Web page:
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The Big 7-0: Temple Beth Sholom Celebrates 70 Years

The year was 1948. Israel was declared an independent state, a loaf of bread cost 14 cents and the President of the United States was Harry Truman—it’s also the year the oldest synagogue in southern Nevada, Temple Beth Sholom, opened its doors. Seven decades later, the temple has survived—and thrived—through up-and-down economies, changes in leadership and the evolution of approaches and technology.

On February 24, Temple Beth Sholom celebrated its 70th birthday with a big ‘70s disco-themed party complete with a disco ball, dancing and great food. During the event, the temple recognized 70 Members of Distinction and also provided a perfect chance to reflect on the significance of such a milestone. “I’m most proud of the fact that we have members so dedicated to the temple and that we’ve been able to survive in an atmosphere where it’s hard getting young people to join the synagogue,” Executive Director Carol Jeffries says. “Many of our members have been here for a long time and their grandchildren and great grandchildren are now becoming B’nai Mitzvah and members of our synagogue.”

So what’s Temple Beth Sholom’s secret to reaching 70 years? To Carol, one reason is due to the temple’s ability to adapt with the changing times, such as its use of social media to attract both young and older crowds through Facebook, Instagram and Twitter. The temple also sends out weekly newsletters each Wednesday to update members on important news and upcoming events. “You can’t stay and be the same synagogue you were 70 years ago,” Carol says. “You need to cater to what your members are interested in and what the community needs so that you can evolve over time.”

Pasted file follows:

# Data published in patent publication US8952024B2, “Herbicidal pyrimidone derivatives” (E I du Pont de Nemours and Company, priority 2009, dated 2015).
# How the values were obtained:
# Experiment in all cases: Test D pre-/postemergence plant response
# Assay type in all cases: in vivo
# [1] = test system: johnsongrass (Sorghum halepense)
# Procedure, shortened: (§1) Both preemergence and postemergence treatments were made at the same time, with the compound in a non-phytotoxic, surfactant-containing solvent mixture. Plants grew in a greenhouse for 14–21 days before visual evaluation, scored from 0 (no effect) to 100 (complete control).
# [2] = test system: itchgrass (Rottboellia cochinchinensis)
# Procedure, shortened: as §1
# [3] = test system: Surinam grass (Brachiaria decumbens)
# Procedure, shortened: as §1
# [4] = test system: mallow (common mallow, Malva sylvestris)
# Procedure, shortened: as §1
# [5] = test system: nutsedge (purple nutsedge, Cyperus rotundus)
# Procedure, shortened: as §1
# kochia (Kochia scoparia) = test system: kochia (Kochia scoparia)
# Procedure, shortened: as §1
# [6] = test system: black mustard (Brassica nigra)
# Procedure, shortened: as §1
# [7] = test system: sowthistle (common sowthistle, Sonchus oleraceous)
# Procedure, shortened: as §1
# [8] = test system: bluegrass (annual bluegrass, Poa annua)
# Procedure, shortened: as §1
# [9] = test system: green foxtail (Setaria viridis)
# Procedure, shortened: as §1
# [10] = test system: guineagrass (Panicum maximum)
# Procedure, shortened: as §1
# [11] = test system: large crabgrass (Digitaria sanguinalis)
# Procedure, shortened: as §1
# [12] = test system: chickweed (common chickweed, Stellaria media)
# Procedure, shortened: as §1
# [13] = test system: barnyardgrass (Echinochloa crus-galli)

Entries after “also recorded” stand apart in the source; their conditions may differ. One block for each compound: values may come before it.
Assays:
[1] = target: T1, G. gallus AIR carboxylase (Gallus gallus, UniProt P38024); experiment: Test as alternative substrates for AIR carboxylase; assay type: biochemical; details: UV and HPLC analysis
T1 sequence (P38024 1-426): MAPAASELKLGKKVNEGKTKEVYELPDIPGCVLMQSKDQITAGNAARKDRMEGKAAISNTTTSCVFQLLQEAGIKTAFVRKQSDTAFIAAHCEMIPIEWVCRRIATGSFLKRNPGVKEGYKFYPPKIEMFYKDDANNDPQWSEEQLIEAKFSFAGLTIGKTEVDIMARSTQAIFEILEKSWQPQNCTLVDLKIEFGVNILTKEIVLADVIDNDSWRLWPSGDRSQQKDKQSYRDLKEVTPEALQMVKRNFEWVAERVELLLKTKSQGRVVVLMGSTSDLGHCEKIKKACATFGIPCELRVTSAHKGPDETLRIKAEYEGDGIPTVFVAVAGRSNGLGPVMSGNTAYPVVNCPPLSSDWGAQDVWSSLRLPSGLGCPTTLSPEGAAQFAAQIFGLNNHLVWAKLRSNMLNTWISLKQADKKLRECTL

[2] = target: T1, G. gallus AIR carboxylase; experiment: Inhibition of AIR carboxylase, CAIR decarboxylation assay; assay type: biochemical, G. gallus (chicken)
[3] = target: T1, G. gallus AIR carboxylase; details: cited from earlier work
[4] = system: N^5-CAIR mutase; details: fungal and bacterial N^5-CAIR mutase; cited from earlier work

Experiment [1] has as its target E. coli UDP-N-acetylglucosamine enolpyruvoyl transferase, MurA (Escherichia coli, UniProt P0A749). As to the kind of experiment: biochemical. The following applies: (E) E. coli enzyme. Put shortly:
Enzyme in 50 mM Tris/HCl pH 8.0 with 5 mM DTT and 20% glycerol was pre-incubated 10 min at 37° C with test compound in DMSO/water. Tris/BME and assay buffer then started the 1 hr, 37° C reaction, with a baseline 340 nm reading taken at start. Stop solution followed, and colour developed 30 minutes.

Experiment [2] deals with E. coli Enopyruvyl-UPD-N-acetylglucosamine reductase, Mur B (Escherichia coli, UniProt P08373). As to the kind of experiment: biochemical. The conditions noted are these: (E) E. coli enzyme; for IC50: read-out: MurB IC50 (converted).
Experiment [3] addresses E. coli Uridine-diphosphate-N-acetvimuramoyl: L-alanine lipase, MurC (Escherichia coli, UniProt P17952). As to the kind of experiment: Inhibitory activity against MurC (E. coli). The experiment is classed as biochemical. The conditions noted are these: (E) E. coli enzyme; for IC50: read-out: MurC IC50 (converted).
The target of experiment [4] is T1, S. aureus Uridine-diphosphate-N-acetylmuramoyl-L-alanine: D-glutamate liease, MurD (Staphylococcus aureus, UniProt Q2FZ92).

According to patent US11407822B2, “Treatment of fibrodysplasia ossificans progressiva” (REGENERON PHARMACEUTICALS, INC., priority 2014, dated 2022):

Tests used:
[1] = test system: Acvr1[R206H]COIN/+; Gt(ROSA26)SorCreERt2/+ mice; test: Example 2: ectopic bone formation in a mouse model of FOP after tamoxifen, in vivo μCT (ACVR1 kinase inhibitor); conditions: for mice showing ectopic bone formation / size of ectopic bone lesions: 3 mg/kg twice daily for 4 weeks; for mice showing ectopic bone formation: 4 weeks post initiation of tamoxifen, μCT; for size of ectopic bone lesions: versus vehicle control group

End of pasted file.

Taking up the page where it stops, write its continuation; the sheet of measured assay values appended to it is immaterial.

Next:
Another reason for the temple’s longevity stems from its innovative approaches—one of those being its ability to keep young adults active in the synagogue. Temple Beth Sholom offers those who are between the ages of 20-29 a discounted “Young Professional” yearly fee so that new families just starting out in the workforce can afford to remain involved.

Rabbi Felipe Goodman channels his inner Gene Simmons at the 70th anniversary celebration.

“We have now begun to witness how children who grew up in our congregation are making their way back to us after college or graduate studies,” says Rabbi Felipe Goodman, who is closing in on 21 years at Temple Beth Sholom. “Many of them who are just starting to form families are seeking out our congregation as a point of reference, which did not happen in the past. It has been the result of a tremendous effort to keep them engaged and we mainly count on the relationships they formed with us throughout the years to keep them coming back.”

The road to 70 years has had its share of twists and turns, but for Temple Beth Sholom, the journey seems to be just beginning. “Many of the things we have accomplished throughout these years have been the result of rolling up our sleeves and really getting to work and build and experiment without being afraid to fail,” Rabbi Goodman says. “The motto, ‘We have always done it this way before’ has really played no role in my rabbinate and for that, I am very, very grateful.”

For more information on Temple Beth Sholom, visit here.


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